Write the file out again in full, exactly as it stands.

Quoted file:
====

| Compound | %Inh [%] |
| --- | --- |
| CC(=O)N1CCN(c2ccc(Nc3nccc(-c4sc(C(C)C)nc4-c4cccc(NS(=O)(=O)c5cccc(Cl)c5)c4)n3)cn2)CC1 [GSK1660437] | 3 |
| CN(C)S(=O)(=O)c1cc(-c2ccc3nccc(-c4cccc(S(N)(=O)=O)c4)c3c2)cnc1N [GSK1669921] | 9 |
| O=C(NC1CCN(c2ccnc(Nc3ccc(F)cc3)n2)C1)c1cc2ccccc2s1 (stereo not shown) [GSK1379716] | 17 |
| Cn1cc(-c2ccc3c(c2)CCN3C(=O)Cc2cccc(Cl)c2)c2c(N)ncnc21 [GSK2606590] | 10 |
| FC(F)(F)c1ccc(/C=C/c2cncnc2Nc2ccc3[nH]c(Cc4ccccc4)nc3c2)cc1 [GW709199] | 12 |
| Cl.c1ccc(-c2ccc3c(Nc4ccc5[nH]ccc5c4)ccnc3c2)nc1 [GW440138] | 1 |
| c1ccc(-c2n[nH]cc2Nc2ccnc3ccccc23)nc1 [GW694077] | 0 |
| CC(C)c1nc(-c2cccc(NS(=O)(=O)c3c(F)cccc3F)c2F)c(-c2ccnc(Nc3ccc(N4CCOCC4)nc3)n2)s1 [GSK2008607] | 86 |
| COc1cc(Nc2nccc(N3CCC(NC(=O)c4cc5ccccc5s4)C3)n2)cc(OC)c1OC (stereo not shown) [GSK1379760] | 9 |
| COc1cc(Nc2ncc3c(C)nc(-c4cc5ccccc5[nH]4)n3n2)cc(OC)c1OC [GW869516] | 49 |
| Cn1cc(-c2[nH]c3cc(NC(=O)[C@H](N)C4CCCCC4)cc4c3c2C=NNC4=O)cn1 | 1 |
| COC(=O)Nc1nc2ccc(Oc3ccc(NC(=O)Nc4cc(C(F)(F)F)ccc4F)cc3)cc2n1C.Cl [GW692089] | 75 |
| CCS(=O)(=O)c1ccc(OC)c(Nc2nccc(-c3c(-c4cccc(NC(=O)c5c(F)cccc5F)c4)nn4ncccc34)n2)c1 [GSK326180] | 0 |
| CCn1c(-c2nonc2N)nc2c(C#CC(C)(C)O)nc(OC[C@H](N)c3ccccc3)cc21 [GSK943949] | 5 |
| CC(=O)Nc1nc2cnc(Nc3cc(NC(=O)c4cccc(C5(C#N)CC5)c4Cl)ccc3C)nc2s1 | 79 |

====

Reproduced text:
| Compound | %Inh [%] |
| --- | --- |
| CC(=O)N1CCN(c2ccc(Nc3nccc(-c4sc(C(C)C)nc4-c4cccc(NS(=O)(=O)c5cccc(Cl)c5)c4)n3)cn2)CC1 [GSK1660437] | 3 |
| CN(C)S(=O)(=O)c1cc(-c2ccc3nccc(-c4cccc(S(N)(=O)=O)c4)c3c2)cnc1N [GSK1669921] | 9 |
| O=C(NC1CCN(c2ccnc(Nc3ccc(F)cc3)n2)C1)c1cc2ccccc2s1 (stereo not shown) [GSK1379716] | 17 |
| Cn1cc(-c2ccc3c(c2)CCN3C(=O)Cc2cccc(Cl)c2)c2c(N)ncnc21 [GSK2606590] | 10 |
| FC(F)(F)c1ccc(/C=C/c2cncnc2Nc2ccc3[nH]c(Cc4ccccc4)nc3c2)cc1 [GW709199] | 12 |
| Cl.c1ccc(-c2ccc3c(Nc4ccc5[nH]ccc5c4)ccnc3c2)nc1 [GW440138] | 1 |
| c1ccc(-c2n[nH]cc2Nc2ccnc3ccccc23)nc1 [GW694077] | 0 |
| CC(C)c1nc(-c2cccc(NS(=O)(=O)c3c(F)cccc3F)c2F)c(-c2ccnc(Nc3ccc(N4CCOCC4)nc3)n2)s1 [GSK2008607] | 86 |
| COc1cc(Nc2nccc(N3CCC(NC(=O)c4cc5ccccc5s4)C3)n2)cc(OC)c1OC (stereo not shown) [GSK1379760] | 9 |
| COc1cc(Nc2ncc3c(C)nc(-c4cc5ccccc5[nH]4)n3n2)cc(OC)c1OC [GW869516] | 49 |
| Cn1cc(-c2[nH]c3cc(NC(=O)[C@H](N)C4CCCCC4)cc4c3c2C=NNC4=O)cn1 | 1 |
| COC(=O)Nc1nc2ccc(Oc3ccc(NC(=O)Nc4cc(C(F)(F)F)ccc4F)cc3)cc2n1C.Cl [GW692089] | 75 |
| CCS(=O)(=O)c1ccc(OC)c(Nc2nccc(-c3c(-c4cccc(NC(=O)c5c(F)cccc5F)c4)nn4ncccc34)n2)c1 [GSK326180] | 0 |
| CCn1c(-c2nonc2N)nc2c(C#CC(C)(C)O)nc(OC[C@H](N)c3ccccc3)cc21 [GSK943949] | 5 |
| CC(=O)Nc1nc2cnc(Nc3cc(NC(=O)c4cccc(C5(C#N)CC5)c4Cl)ccc3C)nc2s1 | 79 |